Another feature that makes this a good choice for going on-stage is its bright green display. The LCD screen has a bright, neon green light that can be easily seen even in the darkest of places. This should facilitate tuning your banjo during your performance.

The screen is not only clear to read, but it also guides you through the tuning process. As soon as you’re on the right pitch, it gives you the green light. Literally. The backlight lights up so you can’t miss it.

Are you left-handed or right-handed? You know what, it doesn’t matter. Even if you’re ambidextrous, you shouldn’t face any trouble with FT-1. It can be easily mounted on your headstock from both sides.


  • Versatile
  • Wide tuning range
  • Easy to read


  • Might not last

Advantages of an Electronic Banjo Tuner

There are benefits of having an electronic banjo.

Easy to Use

Tuning an instrument can prove extremely challenging if you’re not used to it. You’re probably clueless and can’t detect the perfect pitch yet. In this case, buying a tuner will save you from playing with an untuned banjo and from calling for help. You can simply do it alone, at home.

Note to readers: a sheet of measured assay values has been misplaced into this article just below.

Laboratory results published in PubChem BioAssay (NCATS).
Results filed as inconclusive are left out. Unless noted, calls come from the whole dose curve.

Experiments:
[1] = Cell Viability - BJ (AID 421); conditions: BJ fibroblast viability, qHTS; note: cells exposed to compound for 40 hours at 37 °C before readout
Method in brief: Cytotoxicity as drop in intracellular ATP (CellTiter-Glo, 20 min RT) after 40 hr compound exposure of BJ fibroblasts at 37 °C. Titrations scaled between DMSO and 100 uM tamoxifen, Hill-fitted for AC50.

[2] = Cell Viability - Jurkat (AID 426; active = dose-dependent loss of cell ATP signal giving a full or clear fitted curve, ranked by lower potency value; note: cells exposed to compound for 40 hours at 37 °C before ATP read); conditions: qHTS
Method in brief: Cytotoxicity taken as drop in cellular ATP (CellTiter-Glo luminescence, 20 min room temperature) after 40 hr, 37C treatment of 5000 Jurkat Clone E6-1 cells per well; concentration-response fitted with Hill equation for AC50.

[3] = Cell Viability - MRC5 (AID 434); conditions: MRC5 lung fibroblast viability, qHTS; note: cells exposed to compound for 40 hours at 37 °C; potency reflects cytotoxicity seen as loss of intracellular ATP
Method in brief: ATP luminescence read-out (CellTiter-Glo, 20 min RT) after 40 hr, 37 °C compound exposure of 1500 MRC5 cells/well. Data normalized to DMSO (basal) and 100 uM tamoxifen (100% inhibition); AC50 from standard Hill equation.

If this is you, then Snark ST-2 might be a good fit for you. It’s great for beginners and even pros.

Saves Time

Even to a skilled banjo player tuning can be a hassle. It takes a lot of time and effort. Especially if your schedule is full, you barely have a moment to spare. Having a tuner on-the-go would be pretty convenient. Short notice performances wouldn’t be a problem anymore.

Our favorite on-the-go tuner is D’Addario NS Micro Clip-On Tuner. It’s efficiently compact with impressive quality.


No matter how many times you’ve tuned banjos before, it still requires a lot of focus to hit that sweet spot. It’ll be even more challenging for you if you haven’t been doing this long. Opting for an electronic tuner would make your life easier. Especially if you’re a perfectionist, trust us on this one.

KLIQ UberTuner is the ultimate when it comes to perfectionists. It ought to impress you.  

How to Choose the Right Banjo Tuner?